Buy Now, Pay Later (BNPL) is an industry which has seen an unfathomably meteoric rise, buoyed by the explosion in e-commerce sales during the pandemic as well as record-low interest rates.
The option to split payments for purchase is one that has proven extremely popular with consumers as a way to manage money, and investments poured into the big players in the BNPL space. This was, and is, one of fintech’s biggest success stories.
As they say: “what goes up, must come down”, and the BNPL industry has hit a rough patch with valuations tumbling and mergers abandoned. It is also not without its controversies. BNPL is currently the fastest growing form of debt and has benefitted from lax regulation thus far. Additionally, as a young industry it has yet to be tested through an economic downturn – and many predict that one is imminent.
To get a better understanding of where BNPL is going next, we must first create an overview of the current situation. Once this has been done it becomes clear that, while there is cause for concern, the underlying product is solid, and there are opportunities for all types of providers.
As with all things in financial services; the ability to adapt and innovate will be key to competing.
Popping the Buy Now, Pay Later bubble
The current plight of Buy Now, Pay Later industries has come as a result of multiple factors:
- Rising interest rates
- Increasing competition
- Incoming regulation
Rising interest rates
BNPL is an industry that was born in the era of record-low interest rates. With rates now rising, so too increases the borrowing costs for BNPL players.
Additionally, higher interest rates have caused investors to step back from speculative loss-making tech stocks.
Given the massive rise in BNPL usage, it was only a matter of time before incumbent institutions began to make their own play.
Banks, and even some big tech companies, are entering the market with increased frequency. There have also been a number of new upstarts in the BNPL space, bringing a further challenge to the hegemony of the largest BNPL players. Some notable examples include Apple, Deutsche Bank, and Monzo.
BNPL companies have benefitted from a lax regulatory environment, but signals from regulators in multiple jurisdictions suggest that this is about to change. It seems likely that BNPL providers will be compelled to report to credit ratings agencies, which until now has not been the case.
However, some argue that this may be a net positive for the leaders in BNPL, as it will increase trust and curb some anti-ethical practices by more marginal providers.
This trifecta has certainly left the industry feeling bruised, and has led to a sharemarket catastrophe. It could be argued that the very concept of BNPL is in danger, but this is not the case.
BNPL is here to stay
Although it may be tempting to consider recent developments as a bad omen for Buy Now, Pay Later as a whole, it is important to differentiate between the value of these share prices and the usefulness of the product itself.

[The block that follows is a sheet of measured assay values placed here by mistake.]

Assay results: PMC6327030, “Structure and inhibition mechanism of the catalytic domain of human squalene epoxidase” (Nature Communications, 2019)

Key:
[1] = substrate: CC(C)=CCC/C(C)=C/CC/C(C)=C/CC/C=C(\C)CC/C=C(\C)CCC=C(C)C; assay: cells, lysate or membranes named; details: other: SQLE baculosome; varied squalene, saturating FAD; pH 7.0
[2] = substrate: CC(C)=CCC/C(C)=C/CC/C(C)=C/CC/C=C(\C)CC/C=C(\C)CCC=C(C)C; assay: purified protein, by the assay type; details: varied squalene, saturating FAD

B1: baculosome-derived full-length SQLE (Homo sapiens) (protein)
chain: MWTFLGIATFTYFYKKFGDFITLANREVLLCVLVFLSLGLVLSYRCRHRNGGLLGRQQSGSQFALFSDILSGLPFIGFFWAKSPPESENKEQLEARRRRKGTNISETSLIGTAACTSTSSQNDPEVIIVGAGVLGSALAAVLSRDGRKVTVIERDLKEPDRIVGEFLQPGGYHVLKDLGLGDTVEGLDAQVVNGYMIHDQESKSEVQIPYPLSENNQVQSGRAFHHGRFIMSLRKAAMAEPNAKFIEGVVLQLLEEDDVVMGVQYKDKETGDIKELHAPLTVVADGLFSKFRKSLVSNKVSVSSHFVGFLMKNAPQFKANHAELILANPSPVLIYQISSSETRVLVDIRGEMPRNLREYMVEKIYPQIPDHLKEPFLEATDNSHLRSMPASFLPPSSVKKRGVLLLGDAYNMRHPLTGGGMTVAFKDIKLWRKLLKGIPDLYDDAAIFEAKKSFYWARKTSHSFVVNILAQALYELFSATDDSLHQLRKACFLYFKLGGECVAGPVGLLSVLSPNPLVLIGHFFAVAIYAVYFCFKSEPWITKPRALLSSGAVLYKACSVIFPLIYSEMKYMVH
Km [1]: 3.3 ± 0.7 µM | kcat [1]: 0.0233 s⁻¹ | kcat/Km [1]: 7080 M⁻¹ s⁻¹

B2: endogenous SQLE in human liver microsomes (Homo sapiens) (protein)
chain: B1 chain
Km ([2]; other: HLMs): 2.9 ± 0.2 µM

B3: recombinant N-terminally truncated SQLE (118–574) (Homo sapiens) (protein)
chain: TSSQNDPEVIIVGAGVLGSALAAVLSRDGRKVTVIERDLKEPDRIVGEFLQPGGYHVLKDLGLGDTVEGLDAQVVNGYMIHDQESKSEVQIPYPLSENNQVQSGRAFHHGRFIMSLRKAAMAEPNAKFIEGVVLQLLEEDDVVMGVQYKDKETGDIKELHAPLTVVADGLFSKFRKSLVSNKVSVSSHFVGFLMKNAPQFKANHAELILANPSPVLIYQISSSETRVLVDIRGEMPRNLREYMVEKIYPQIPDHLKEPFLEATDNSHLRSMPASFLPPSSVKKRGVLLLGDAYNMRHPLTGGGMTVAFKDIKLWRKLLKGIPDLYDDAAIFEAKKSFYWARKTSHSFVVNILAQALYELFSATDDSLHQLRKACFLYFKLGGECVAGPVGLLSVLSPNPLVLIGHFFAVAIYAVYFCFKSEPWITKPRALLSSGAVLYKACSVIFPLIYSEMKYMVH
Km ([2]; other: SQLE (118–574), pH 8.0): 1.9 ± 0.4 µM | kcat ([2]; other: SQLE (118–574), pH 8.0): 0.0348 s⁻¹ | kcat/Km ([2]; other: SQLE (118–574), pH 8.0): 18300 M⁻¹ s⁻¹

There is a plethora of evidence to suggest that consumers, particularly younger generations, like to have the option to split payments. Compared to high-interest credit cards, it’s easy to see why this form of payment has enjoyed such widespread popularity.
Clearly, BNPL is here to stay, and will become more common as banks roll out their own products. The concept in and of itself is not in any danger – the competition is simply heating up.
Building a Lending Ecosystem
With banks and big tech companies now allowing customers to ‘pay in four’, the question arises as to whether BNPL deserves to be a standalone industry worth billions. Perhaps, as banks and big tech move into this space, BNPL will simply be an attractive product that makes up a wider lending portfolio. This is the view taken by payments analyst Grant Halverson:
“It will be a feature, but it’s not a separate industry. It’s not an innovation, it’s just another lending product.”
For banks, the inclusion of BNPL products as part of a wider lending ecosystem is likely to be a convenient way to boost revenues and compete with fintechs.
Our recently published report found that consumer demands are spread across a broad spectrum of traditional and modern services. As such, by adding ‘Pay in Four’ and other BNPL products to their portfolio, banks can placate their customers’ demands for convenient modern services.
For BNPL firms themselves, the threat of competition brings with it the need to innovate. Sceptics of the industry argue that simply offering BNPL is not enough, and that these firms will need to innovate and roll out new offerings, or face obsoletion.
With that being said, companies such as Afterpay and Klarna have grown so widespread that the skills and revenues are there for them to adapt to the changing market. An optimistic view is that they can leverage their networks which connect a huge number of customers with merchants to add value beyond their core BNPL operations. To illustrate, despite their valuation collapse, Klarna has still been able to grow their market share in the US and make strides towards profitability in the EU.
To discover which services consumers are demanding and how financial institutions are adapating, download our industry report.